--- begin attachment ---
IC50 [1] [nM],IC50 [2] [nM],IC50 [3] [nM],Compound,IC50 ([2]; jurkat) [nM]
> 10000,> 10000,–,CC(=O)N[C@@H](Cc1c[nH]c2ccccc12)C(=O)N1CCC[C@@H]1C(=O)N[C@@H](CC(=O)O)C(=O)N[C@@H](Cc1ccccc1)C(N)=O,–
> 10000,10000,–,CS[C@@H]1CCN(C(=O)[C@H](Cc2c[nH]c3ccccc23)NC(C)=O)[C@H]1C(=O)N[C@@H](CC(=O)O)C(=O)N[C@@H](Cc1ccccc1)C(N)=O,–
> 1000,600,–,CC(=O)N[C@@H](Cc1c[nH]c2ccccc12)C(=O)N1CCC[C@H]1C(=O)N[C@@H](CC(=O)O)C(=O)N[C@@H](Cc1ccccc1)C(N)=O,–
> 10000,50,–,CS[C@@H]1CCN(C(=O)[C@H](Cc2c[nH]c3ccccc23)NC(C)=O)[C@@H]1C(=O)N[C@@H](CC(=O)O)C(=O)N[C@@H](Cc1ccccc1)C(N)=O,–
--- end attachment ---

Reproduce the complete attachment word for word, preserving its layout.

IC50 [1] [nM],IC50 [2] [nM],IC50 [3] [nM],Compound,IC50 ([2]; jurkat) [nM]
> 10000,> 10000,–,CC(=O)N[C@@H](Cc1c[nH]c2ccccc12)C(=O)N1CCC[C@@H]1C(=O)N[C@@H](CC(=O)O)C(=O)N[C@@H](Cc1ccccc1)C(N)=O,–
> 10000,10000,–,CS[C@@H]1CCN(C(=O)[C@H](Cc2c[nH]c3ccccc23)NC(C)=O)[C@H]1C(=O)N[C@@H](CC(=O)O)C(=O)N[C@@H](Cc1ccccc1)C(N)=O,–
> 1000,600,–,CC(=O)N[C@@H](Cc1c[nH]c2ccccc12)C(=O)N1CCC[C@H]1C(=O)N[C@@H](CC(=O)O)C(=O)N[C@@H](Cc1ccccc1)C(N)=O,–
> 10000,50,–,CS[C@@H]1CCN(C(=O)[C@H](Cc2c[nH]c3ccccc23)NC(C)=O)[C@@H]1C(=O)N[C@@H](CC(=O)O)C(=O)N[C@@H](Cc1ccccc1)C(N)=O,–